How to Treat a Book
Proper Care and Handling of Books
Take care when handling any collection item, especially functional items like books with flexing parts. Being careful is one of the most effective, cost-efficient, and easily achieved preservation measures.
Proper Handling of Books:
- Having clean hands and a clean area to use the book
- Keeping food and drink away
- Removing the book from the shelf by gripping on both sides of the spine at the middle of the book (push in the neighboring book on both sides to get a good grip), instead of tugging at the top of the spine
- Do not force a book to lie open to 180 degrees; instead, prop up the covers of an opened book to decrease the opening angle
- Do not use paper clips, "dog ear" folding, or acidic inserts to bookmark pages
- Do not use rubber bands, self-adhesive tape, any kind of "leather dressing," and/or glue on books
Proper Storage of Books:
Good storage significantly prolongs the life and usability of books. The following are the best storage habits for books.
- A cool (room temperature or below), relatively dry (about 35% relative humidity), clean, and stable environment (avoid attics, basements, and other locations with high risk of leaks and environmental extremes)
- Minimal exposure to all kinds of light; no exposure to direct or intense light
- Distance from radiators and vents
- Regular dusting and housekeeping
- Shelving books of similar size together, so that the face of the covers are maximally supported by the neighbors on each side
- Keep shelved books straight upright or lying flat, leaning is not good for books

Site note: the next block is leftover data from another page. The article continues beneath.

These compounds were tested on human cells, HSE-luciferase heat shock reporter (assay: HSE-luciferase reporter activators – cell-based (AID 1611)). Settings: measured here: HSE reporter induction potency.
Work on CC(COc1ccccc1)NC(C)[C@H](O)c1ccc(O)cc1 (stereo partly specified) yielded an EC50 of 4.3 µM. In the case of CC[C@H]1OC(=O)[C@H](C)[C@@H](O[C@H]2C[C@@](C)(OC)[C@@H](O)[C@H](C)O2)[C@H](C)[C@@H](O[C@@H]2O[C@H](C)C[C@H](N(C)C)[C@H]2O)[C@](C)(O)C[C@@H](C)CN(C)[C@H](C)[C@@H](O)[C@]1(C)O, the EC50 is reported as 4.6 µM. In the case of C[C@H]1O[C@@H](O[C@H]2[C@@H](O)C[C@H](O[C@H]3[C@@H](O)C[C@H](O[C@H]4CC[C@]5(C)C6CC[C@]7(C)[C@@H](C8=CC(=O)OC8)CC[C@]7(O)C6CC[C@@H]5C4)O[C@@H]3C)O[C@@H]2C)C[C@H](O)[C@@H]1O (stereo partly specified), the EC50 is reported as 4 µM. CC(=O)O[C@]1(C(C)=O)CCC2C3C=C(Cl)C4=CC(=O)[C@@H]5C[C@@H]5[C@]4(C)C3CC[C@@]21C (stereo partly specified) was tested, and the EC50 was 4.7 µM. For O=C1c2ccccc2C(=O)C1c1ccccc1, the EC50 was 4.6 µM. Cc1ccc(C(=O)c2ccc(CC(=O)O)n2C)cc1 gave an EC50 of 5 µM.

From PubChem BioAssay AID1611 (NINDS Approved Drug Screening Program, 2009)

Dealing with Condition Problems:
Beyond the measures outlined above, there are two main options to care for books in fragile condition.
1. Protect the book further with a box or other enclosure: The Northeast Document Conservation Center has put together very useful technical leaflets on storage enclosures for books and papers as well as a list for Conservation/Preservation Supplies and Equipment — Archival Supplies. See additional lists of preservation suppliers.
2. Get the book conservation treatment by a book conservator: The national professional association for conservators, the American Institute for Conservation of Historic and Artistic Works (AIC) , maintains an online directory for finding a conservator by specialty and geographic location and provides information on how to choose a conservator. In addition, AIC also offers guidelines for the care of collections beyond library materials.
This information and more can be found on the Library of Congress website.
Additional Information on Dressings for Leather-Bound Books:
Use of leather dressings is no longer considered a best practice in the conservation of leather-bound books. The general advice above in the “Dealing with Condition Problems” section still represents the best options for dealing with the various condition problems that may arise with deteriorating leather, including red rot, stiffness, and dessication.
You can check out more information about leather-bound books and options at the Selected Bibliography website. The preservation guidelines described here have been used by the Library of Congress in the care of its collections; however, Memorial Library will not be responsible for damage to your collection should damage result from the use of these procedures.